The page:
An essay by a newly Orthodox Jewish writer provoked plenty of ire not so long ago, when she criticized the fictional characters created by various authors whom she said had “renounced Orthodox Judaism.” Leaving aside questions about her literary judgment, what intrigued me was the writer’s own new-found religion, pointing as it does to something more broadly relevant to American Jews: The world is replete with possibilities now, and morphing Jewishly is one of them.
Today all sorts of individual paths and patterns crisscross the Jewish world, although without a study that follows the same individuals throughout the years, these changes are hard to quantify. Nonetheless, the most recent National Jewish Population Survey offers a window into how people’s Jewish involvement changes during their lives.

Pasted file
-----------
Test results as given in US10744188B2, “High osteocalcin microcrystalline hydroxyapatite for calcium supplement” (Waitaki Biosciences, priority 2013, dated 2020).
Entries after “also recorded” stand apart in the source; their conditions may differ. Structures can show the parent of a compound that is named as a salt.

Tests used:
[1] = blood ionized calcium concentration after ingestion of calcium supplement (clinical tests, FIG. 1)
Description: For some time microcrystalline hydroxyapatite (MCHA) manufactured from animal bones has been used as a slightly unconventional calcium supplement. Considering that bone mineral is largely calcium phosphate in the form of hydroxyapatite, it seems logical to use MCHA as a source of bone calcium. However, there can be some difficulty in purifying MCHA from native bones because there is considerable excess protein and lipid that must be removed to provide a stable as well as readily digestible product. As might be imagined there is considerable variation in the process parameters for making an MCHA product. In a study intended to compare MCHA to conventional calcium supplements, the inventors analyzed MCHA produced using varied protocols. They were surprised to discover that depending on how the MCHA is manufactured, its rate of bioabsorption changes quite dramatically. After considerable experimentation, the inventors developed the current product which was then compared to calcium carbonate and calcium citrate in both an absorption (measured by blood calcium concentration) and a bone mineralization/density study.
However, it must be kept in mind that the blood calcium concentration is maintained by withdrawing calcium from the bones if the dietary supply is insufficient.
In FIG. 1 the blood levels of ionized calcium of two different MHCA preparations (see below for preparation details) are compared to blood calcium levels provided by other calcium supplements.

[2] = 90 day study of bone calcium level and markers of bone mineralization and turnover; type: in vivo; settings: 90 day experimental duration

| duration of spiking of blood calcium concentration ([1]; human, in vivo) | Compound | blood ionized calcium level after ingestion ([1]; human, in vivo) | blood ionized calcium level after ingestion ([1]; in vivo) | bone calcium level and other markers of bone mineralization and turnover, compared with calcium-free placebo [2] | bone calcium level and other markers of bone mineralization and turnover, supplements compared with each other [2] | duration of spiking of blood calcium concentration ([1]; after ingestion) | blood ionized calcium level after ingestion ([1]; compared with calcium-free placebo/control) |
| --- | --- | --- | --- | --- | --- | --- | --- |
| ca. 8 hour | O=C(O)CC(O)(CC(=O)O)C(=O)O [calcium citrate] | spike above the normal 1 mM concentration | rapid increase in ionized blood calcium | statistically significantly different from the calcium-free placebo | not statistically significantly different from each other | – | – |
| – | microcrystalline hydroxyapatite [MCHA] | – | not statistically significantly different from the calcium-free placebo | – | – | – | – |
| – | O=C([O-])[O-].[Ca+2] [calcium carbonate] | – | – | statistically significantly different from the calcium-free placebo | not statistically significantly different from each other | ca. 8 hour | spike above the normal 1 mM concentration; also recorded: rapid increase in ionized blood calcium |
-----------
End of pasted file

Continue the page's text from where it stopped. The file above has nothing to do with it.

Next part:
By comparing people’s reports about their lives in 2001 to what they recall about their lives at age 10 or 11 — admittedly not the most rigorous strategy, but reasonable in the absence of anything else — it’s possible to identify two groups of people using measures of Sabbath observance and the importance of being Jewish.
The Stayers are those who have not strayed too far from the apple tree, whose patterns are roughly continuous with how they were raised. The Movers are those who have moved further away from their earlier habits. Each group is roughly half of the NJPS-defined population.
The upshot is that among American Jews as a group, there appears to be as much change in Jewishness as there is stability from childhood into adulthood.